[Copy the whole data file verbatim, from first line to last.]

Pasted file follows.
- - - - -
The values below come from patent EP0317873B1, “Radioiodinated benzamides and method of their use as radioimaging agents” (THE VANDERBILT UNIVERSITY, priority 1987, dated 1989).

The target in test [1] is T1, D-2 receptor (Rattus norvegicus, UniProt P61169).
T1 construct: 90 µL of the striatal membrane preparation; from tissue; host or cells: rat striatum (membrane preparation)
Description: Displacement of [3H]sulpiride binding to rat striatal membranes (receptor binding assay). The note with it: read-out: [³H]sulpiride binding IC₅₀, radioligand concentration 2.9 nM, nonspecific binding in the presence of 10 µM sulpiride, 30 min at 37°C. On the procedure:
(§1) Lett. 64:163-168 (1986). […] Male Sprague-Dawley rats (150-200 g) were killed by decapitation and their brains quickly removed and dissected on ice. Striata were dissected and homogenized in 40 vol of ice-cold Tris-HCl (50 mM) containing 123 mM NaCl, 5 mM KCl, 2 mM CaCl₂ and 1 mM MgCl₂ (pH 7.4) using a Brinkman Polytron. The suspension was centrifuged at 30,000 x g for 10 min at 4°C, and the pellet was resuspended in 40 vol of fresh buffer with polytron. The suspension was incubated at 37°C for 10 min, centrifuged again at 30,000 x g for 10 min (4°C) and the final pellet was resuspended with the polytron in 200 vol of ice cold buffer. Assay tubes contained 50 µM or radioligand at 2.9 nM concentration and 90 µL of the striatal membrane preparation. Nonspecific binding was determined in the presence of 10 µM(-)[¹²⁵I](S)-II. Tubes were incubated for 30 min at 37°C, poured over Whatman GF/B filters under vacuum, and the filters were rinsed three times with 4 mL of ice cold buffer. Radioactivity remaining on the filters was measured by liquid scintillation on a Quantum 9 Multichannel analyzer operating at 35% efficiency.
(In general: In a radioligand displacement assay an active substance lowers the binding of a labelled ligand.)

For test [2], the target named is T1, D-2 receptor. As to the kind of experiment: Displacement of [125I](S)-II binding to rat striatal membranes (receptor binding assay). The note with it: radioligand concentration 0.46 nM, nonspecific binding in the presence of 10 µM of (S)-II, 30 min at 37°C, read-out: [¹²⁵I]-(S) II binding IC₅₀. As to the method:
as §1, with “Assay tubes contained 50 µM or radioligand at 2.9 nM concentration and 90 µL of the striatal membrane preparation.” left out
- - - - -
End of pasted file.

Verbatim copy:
The values below come from patent EP0317873B1, “Radioiodinated benzamides and method of their use as radioimaging agents” (THE VANDERBILT UNIVERSITY, priority 1987, dated 1989).

The target in test [1] is T1, D-2 receptor (Rattus norvegicus, UniProt P61169).
T1 construct: 90 µL of the striatal membrane preparation; from tissue; host or cells: rat striatum (membrane preparation)
Description: Displacement of [3H]sulpiride binding to rat striatal membranes (receptor binding assay). The note with it: read-out: [³H]sulpiride binding IC₅₀, radioligand concentration 2.9 nM, nonspecific binding in the presence of 10 µM sulpiride, 30 min at 37°C. On the procedure:
(§1) Lett. 64:163-168 (1986). […] Male Sprague-Dawley rats (150-200 g) were killed by decapitation and their brains quickly removed and dissected on ice. Striata were dissected and homogenized in 40 vol of ice-cold Tris-HCl (50 mM) containing 123 mM NaCl, 5 mM KCl, 2 mM CaCl₂ and 1 mM MgCl₂ (pH 7.4) using a Brinkman Polytron. The suspension was centrifuged at 30,000 x g for 10 min at 4°C, and the pellet was resuspended in 40 vol of fresh buffer with polytron. The suspension was incubated at 37°C for 10 min, centrifuged again at 30,000 x g for 10 min (4°C) and the final pellet was resuspended with the polytron in 200 vol of ice cold buffer. Assay tubes contained 50 µM or radioligand at 2.9 nM concentration and 90 µL of the striatal membrane preparation. Nonspecific binding was determined in the presence of 10 µM(-)[¹²⁵I](S)-II. Tubes were incubated for 30 min at 37°C, poured over Whatman GF/B filters under vacuum, and the filters were rinsed three times with 4 mL of ice cold buffer. Radioactivity remaining on the filters was measured by liquid scintillation on a Quantum 9 Multichannel analyzer operating at 35% efficiency.
(In general: In a radioligand displacement assay an active substance lowers the binding of a labelled ligand.)

For test [2], the target named is T1, D-2 receptor. As to the kind of experiment: Displacement of [125I](S)-II binding to rat striatal membranes (receptor binding assay). The note with it: radioligand concentration 0.46 nM, nonspecific binding in the presence of 10 µM of (S)-II, 30 min at 37°C, read-out: [¹²⁵I]-(S) II binding IC₅₀. As to the method:
as §1, with “Assay tubes contained 50 µM or radioligand at 2.9 nM concentration and 90 µL of the striatal membrane preparation.” left out